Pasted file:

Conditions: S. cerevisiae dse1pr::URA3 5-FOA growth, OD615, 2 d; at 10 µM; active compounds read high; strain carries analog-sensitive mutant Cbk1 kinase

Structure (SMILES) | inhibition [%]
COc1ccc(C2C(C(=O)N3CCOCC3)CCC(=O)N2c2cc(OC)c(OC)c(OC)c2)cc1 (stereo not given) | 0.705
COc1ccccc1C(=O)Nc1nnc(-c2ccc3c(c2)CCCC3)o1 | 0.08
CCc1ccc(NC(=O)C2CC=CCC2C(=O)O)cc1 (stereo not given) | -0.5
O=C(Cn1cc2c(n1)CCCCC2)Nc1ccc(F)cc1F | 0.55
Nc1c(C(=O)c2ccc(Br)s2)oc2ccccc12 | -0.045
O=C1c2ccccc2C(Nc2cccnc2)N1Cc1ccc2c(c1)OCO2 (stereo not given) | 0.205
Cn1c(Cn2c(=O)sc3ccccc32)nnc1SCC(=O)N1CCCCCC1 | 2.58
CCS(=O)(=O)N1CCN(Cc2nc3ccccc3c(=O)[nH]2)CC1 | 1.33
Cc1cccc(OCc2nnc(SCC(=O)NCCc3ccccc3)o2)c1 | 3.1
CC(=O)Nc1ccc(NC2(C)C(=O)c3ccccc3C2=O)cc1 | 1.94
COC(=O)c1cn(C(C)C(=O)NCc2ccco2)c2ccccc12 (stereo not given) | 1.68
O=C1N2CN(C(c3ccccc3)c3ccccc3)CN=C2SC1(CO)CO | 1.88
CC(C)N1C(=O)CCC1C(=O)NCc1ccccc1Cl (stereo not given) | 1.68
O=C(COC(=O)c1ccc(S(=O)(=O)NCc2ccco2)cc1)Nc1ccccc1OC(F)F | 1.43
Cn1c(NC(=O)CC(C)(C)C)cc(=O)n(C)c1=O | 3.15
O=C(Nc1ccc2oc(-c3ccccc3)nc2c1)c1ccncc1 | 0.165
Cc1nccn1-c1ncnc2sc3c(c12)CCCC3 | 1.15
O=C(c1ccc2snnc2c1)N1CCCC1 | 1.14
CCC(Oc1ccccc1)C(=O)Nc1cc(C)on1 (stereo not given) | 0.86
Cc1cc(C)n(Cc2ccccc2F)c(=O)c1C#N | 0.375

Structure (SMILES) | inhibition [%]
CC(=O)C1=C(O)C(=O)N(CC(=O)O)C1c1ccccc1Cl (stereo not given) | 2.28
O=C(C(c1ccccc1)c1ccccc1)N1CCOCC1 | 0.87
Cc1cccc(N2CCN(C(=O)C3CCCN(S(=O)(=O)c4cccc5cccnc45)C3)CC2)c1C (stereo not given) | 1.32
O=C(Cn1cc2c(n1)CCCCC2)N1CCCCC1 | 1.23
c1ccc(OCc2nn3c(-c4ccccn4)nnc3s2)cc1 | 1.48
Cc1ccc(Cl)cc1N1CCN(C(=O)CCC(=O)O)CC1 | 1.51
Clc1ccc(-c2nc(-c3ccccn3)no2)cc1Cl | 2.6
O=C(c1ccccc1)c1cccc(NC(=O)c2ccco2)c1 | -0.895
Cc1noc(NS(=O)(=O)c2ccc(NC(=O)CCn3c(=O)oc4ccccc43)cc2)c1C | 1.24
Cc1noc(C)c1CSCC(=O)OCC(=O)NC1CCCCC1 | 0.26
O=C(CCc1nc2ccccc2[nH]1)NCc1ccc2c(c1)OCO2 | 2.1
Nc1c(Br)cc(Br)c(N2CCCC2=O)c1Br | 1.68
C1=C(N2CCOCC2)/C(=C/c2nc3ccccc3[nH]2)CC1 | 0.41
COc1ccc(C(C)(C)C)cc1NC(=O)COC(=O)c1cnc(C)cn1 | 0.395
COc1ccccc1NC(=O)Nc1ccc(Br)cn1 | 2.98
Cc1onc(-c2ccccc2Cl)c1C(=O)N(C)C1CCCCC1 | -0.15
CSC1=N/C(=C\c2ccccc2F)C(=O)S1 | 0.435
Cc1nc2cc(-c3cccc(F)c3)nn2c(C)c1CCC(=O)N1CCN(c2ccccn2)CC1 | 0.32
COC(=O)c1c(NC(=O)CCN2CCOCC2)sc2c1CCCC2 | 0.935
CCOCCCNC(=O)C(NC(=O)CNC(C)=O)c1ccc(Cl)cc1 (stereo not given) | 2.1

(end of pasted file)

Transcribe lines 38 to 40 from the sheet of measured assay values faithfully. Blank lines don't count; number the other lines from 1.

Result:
COc1ccccc1NC(=O)Nc1ccc(Br)cn1 | 2.98
Cc1onc(-c2ccccc2Cl)c1C(=O)N(C)C1CCCCC1 | -0.15
CSC1=N/C(=C\c2ccccc2F)C(=O)S1 | 0.435